Documents Show How Weibo Filters Sensitive News

Microblogging websites like , once regarded as unprecedented platforms for free expression in China, have in recent years become primary targets for government censors and lawmakers, resulting in the decline of online discussion around sensitive topics online. A new report from the ’ Yaqiu Wang analyzes logs leaked by a former employee of Weibo’s department to show how the site treads a “fine line between appeasing government censors and encouraging users to keep posting”:

The documents account for most of the internal orders of Weibo censorship departments between April 2011 and late 2014, according to the former employee, who asked not to be identified for fear of repercussions. Each document, usually a couple of pages long, contains the censorship orders of a day shift (10 hours) or a night shift (14 hours). The former employee, who said he left Weibo because he felt his job was “maleficent,” told CPJ he collected the logs so “people can study [them].”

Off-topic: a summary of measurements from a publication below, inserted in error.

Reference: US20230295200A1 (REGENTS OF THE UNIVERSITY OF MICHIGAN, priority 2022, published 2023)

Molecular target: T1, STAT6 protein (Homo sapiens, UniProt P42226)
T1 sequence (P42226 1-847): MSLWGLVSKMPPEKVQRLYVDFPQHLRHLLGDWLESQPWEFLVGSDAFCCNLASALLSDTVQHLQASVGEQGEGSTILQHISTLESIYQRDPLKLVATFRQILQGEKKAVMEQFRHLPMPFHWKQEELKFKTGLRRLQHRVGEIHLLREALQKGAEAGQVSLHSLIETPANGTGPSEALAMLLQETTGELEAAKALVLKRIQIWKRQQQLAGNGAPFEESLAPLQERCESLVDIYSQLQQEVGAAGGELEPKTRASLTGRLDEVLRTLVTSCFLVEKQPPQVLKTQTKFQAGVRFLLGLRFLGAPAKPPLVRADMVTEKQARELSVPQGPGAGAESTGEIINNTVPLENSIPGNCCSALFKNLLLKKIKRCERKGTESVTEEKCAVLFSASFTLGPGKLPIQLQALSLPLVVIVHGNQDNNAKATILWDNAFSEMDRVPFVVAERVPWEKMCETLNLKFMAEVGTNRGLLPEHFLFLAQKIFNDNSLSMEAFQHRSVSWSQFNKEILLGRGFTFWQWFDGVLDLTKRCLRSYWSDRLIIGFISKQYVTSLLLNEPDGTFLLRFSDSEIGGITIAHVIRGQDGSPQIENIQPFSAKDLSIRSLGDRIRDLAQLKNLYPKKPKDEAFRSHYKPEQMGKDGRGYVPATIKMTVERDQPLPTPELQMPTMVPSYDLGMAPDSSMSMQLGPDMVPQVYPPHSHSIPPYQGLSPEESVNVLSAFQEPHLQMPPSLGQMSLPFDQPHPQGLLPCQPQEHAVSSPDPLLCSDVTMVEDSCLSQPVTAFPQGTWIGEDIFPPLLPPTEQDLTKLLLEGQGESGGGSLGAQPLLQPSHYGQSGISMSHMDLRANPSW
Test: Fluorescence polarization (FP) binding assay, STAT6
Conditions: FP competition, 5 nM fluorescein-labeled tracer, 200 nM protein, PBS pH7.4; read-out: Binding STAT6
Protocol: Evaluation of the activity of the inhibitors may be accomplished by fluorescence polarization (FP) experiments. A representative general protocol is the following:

[…] While the logs are a record of the censorship department managers’ orders to the employees, the source of the orders came from a government relations specialist at Sina who served as a middle man between the government and Sina’s censorship department, according to the former employee. The specialist received censorship orders from various government agencies via channels such as the messaging apps QQ and WeChat and conveyed them to managers in the censorship department. “Those orders are usually clear, direct and urgent, like whose accounts need to removed and which posts need to be deleted,” the former employee said. “The Cyberspace Administration of China is the highest authority to Internet companies, but even the Ministry of Agriculture has the power to order us to remove posts.” The former employee added: “The specialist also frequently goes to government meetings to study the ‘spirit of [other larger] meetings,’ which are broad censorship guidelines. He then gives us some very vague orders. The censorship documents I sent you included both kinds of censorship orders.”